• Indigo Prophecy has this come up a few times. Since you play as both the killer Lucas and the detectives hunting for him, sometimes it's better to do enough so Lucas doesn't panic but not so much as to make the work hard on the detectives.
    • At the very start of the game, right after Lucas kills, you're expected to do all the things you'd expect a killer to do – hide the body and the weapon, wash off the blood, act casual to avoid suspicion, and escape before the police catch on. When playing as the detectives, you have to investigate the scene of the crime, but you can't move on with the game until you find the weapon. If you made Lucas hide the weapon, the camera cuts away while Lucas hides it, so even the player doesn't know where Lucas hid it, meaning the player (as the detectives) has to hunt for it. If you "forgot" to hide the weapon, the detectives would find it on the ground at the crime scene, meaning you can move on that much easier.
    • There's also one instance where you get better results from failing QTEs the game throws at you. While Lucas is being questioned in his office, don't follow the prompts which appear when the green mites attack him, as succeeding in them causes Lucas to freak out over their appearance, which makes him appear hysterical to his interrogator who cannot see the insects.
  • On several occasions, Heavy Rain actually rewards the player for failing a Quick Time Event with additional scenes and Character Development that you wouldn't notice otherwise. E.g. the first time (out of two possible) that Ethan is taken into custody, Norman breaks him out, establishing himself as the only cop in the game who will protect an innocent at all costs.
  • Don't Escape: 4 Days to Survive: Each night has a threat level which you must try and get as low as possible, with the actions you take before nightfall reducing the level of danger by varying amounts. The first two nights have far more options to reduce the threat level than is necessary; the third night tightens up the options but still allows a little room for error; and the fourth night totally averts it, as you must reduce the threat level to zero for the Golden Ending.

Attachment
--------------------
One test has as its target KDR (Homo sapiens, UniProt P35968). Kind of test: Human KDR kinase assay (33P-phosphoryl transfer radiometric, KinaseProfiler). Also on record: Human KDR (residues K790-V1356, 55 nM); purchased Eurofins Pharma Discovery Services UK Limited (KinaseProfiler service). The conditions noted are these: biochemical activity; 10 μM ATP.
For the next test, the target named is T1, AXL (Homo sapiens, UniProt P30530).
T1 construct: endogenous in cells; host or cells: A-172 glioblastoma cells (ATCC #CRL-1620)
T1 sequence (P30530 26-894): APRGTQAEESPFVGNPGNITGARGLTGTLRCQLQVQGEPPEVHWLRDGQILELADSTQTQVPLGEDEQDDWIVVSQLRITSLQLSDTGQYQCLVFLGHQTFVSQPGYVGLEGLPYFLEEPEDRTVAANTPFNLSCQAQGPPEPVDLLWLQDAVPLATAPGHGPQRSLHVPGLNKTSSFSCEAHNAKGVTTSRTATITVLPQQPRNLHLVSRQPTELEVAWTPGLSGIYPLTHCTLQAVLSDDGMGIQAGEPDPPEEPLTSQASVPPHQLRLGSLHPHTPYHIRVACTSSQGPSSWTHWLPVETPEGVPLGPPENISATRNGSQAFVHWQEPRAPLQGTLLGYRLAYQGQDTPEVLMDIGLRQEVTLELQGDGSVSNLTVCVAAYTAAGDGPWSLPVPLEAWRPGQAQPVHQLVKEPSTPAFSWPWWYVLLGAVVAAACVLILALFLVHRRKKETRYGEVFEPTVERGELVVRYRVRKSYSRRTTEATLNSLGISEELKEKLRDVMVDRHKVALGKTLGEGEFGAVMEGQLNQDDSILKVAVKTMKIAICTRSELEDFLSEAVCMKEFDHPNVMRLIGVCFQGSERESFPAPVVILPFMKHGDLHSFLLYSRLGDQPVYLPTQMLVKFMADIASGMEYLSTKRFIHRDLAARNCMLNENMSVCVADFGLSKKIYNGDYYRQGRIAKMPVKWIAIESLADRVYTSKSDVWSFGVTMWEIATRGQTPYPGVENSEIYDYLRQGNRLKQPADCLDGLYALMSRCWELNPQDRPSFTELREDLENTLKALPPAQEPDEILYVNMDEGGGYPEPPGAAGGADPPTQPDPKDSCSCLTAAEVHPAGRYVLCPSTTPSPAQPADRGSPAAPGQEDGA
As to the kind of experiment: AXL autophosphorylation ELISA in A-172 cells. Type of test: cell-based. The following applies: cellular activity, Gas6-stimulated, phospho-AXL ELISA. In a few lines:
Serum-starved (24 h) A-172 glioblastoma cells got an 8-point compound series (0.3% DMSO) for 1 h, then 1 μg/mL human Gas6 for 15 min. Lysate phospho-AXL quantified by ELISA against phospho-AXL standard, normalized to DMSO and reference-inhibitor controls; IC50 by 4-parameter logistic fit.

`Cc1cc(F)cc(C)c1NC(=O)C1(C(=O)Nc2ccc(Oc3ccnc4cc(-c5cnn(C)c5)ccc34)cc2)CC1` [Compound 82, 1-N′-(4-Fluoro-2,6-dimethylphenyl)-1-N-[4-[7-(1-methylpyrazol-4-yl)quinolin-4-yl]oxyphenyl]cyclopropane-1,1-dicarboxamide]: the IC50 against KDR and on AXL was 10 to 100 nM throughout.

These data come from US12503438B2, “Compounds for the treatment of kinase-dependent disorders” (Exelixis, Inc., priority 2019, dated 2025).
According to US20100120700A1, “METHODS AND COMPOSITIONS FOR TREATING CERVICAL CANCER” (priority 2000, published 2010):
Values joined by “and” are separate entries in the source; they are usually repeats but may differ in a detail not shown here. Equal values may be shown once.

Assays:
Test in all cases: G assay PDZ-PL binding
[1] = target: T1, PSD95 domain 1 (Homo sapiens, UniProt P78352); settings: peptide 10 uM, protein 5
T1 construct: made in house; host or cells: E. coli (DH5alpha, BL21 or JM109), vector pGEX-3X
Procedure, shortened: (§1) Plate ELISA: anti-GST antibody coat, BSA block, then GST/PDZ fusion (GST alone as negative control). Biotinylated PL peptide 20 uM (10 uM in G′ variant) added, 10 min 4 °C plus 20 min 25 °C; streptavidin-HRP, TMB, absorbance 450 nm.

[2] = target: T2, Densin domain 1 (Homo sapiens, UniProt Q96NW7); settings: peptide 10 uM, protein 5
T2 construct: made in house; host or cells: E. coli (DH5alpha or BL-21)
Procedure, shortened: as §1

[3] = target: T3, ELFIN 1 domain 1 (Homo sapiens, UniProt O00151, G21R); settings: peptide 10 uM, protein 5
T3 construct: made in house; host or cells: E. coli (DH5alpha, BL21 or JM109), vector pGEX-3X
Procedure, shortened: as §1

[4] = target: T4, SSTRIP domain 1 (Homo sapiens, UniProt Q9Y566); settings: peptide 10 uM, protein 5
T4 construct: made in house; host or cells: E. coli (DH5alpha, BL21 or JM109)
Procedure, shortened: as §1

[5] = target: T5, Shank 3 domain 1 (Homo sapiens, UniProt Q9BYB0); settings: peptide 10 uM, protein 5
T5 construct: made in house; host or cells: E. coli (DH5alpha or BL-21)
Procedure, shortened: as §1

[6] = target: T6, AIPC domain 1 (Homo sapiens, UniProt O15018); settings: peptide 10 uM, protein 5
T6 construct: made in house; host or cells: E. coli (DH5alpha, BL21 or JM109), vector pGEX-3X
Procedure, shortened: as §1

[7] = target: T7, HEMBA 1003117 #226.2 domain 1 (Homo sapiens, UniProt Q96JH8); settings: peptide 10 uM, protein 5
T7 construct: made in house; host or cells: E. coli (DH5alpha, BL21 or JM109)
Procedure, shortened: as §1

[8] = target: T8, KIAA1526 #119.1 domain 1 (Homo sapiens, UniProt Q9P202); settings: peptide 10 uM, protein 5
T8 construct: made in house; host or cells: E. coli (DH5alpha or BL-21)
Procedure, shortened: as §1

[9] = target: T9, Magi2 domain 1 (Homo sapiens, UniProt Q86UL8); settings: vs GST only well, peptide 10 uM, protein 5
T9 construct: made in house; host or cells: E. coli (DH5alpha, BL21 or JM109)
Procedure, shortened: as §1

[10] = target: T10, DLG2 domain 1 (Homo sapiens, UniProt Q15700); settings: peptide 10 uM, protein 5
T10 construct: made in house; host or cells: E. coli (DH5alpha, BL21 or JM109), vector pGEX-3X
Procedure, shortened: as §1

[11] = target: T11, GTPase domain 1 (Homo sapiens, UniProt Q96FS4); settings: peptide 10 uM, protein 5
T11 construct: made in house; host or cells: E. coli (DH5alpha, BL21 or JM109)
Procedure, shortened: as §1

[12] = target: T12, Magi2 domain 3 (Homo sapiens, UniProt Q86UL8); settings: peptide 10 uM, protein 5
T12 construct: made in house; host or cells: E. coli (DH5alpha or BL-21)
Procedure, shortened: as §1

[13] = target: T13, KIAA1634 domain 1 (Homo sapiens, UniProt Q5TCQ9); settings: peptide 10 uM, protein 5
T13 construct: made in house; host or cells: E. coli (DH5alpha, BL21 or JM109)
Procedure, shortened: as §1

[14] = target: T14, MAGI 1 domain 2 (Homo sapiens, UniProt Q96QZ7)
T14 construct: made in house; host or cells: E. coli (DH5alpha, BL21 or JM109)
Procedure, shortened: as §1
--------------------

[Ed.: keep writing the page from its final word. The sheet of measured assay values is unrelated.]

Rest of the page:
Beat 'em Ups/Hack 'n Slash 
  • The grading system in Astral Chain works this way. Unlike previous Platinum games that required the player to beat the time requirement and avoid taking damage to receive the highest rank, this game uses a score system based on your overall performance. This means you can take as much time and damage as you want and still get an S+ ranking if you perform a variety of other special moves and beat the score requirement.
  • Devil May Cry 4: If you want the chance to unlock Trish's EX costume in the Special Edition, you have to beat Sanctus Diabolica in Mission 20 of Lady/Trish's campaign with a B Rank or lower in order to play as Trish during the playable credits. This means the player has to intentionally get hit by the boss enough times for the rank to drop significantly. Otherwise, perform too good enough to achieve an A Rank or above against the boss will cause you to play as Lady instead.
  • One strategy for getting through God Hand is to deliberately manipulate the Dynamic Difficulty by letting yourself take hits now and then. Landing hits raises the difficulty, while taking them lowers it; since you really don't want to face bosses at Level Die, this becomes a game of give-and-take.
  • Winning against the Final Boss of Tomorrow's Joe for the Super Famicom gives you an Enemy Roll Call... and that's it, really. Losing, on the other hand, grants you the iconic ending in which Joe dies in the ring.
  • Assassin's Creed: Brotherhood has the "Strong Closer" Achievement/Trophy. To get it, you have to take the lead within the last ten seconds of a multiplayer match and keep it by the end of the match. Naturally, the best way to get it would be to stay close enough to the leader that you can easily overtake, but not actually take the lead until the time is right.